Grandmother's puzzle  free block
Today is another free block day and I want to carry on with the 5patch theme. If you remember two weeks ago I presented the first 5patch block called FourX Star block and last week I introduced another called Flying Squares which showed how to construct a block using partial seams. This week's block is called Grandmother's puzzle and is definitely for the advanced quilter.
Actually, because of it's difficulty and the detail required to make this block, I will create it in two parts. Today will be the first part and the second will come tomorrow.
Take a look at this block to see how it can be broken into grid lines for construction. Is it possible? Not without making a right angled corner seam or the alternative would be to cut two of the large triangles into smaller sections. The latter being a much quicker and easier method. Sometimes however, we do not wish to make joins where two connecting fabrics are the same. I want to show you how to do this more difficult method.
For Grandmother's Puzzle you will need four fabrics. From the four fabrics you will need to cut the following:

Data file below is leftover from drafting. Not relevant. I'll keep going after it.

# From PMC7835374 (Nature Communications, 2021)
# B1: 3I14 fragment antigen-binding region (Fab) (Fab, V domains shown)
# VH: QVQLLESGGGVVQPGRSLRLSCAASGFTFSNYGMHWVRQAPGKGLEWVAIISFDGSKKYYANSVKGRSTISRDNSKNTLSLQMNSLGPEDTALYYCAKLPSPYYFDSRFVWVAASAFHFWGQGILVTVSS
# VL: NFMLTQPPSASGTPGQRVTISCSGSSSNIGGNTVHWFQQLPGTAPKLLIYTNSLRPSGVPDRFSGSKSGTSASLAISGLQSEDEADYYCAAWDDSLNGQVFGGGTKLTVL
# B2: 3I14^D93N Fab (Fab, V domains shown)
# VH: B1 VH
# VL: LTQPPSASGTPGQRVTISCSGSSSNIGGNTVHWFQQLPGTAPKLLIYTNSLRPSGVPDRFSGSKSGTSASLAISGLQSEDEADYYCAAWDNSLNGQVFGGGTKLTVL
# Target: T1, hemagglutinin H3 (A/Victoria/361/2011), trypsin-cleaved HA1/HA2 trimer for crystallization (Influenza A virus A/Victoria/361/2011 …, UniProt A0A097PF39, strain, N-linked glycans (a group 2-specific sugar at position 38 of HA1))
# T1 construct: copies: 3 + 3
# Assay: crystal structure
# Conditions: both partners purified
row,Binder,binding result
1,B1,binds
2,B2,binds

amount 
5" finish 
10" finish 

Background fabric: 
four four 
1 7/8" squares 1 1/2" x 2 1/2" rectangles 
2 7/8" squares 2 1/2" x 4 1/2" rectangles 
Main fabric: 
two 
2 7/8" squares 
4 7/8" squares 
Corners fabric: 
four 
1 1/2" squares 
2 1/2" squares 
Center fabric: 
one 
1 1/2" square 
2 1/2" square 
The first thing to be done is to cut the larger squares through the diagonal. That's the background and main fabric squares.
To ONE rectangle add ONE corner square. Repeat this to make ONE more.
Next we will make the top left and bottom right corners. You will need ONE corner square, TWO background triangles and ONE main fabric triangle.
Start by attaching one small triangle to the square. Position the square corners together so raw edges are even and stitch from the square corner along the seam. Notice the triangle tips extend beyond the square. Once sewn, press the triangle into position.
Add the section small triangle in the same way, starting from the square end.
Your unit will look like this after it is pressed. You can trim the ears off to neaten it.
Next you will add the large triangle. Both these triangles should be the same size.
With right sides together, sew with the pieced triangle on top so you can see where to stitch through the connecting seams.
Make one more of these, then make a third replacing the corner square for the center square. This is what you should have completed.
That's it for today. I have five units made. Tomorrow we will move on to the second part which is a little more tricky. See you then!
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